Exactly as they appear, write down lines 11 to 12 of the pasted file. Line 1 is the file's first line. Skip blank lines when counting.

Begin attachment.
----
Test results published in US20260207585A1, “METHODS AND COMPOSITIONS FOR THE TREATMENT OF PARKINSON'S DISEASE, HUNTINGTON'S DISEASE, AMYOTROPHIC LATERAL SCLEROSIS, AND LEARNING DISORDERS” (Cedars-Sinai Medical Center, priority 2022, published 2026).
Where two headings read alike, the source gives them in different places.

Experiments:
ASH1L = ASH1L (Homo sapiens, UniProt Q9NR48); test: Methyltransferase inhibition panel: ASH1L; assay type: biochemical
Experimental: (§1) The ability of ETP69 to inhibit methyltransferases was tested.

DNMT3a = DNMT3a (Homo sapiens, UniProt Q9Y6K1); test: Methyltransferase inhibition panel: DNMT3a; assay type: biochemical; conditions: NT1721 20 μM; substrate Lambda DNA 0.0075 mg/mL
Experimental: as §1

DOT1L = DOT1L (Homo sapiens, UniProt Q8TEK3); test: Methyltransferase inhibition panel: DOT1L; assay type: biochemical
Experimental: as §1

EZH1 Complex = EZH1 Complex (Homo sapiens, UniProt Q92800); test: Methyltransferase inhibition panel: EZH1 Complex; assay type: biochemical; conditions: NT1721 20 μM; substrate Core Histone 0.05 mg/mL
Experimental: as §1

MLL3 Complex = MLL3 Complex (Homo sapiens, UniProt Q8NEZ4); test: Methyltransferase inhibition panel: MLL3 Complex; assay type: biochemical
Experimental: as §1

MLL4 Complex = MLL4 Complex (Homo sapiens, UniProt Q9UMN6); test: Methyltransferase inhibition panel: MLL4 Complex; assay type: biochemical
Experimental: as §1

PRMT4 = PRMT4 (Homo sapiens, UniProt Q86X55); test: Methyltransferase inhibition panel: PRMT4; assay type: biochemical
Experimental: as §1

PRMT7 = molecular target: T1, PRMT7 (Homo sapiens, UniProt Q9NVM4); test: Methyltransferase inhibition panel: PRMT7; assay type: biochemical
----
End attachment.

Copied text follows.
Experimental: as §1

MLL3 Complex = MLL3 Complex (Homo sapiens, UniProt Q8NEZ4); test: Methyltransferase inhibition panel: MLL3 Complex; assay type: biochemical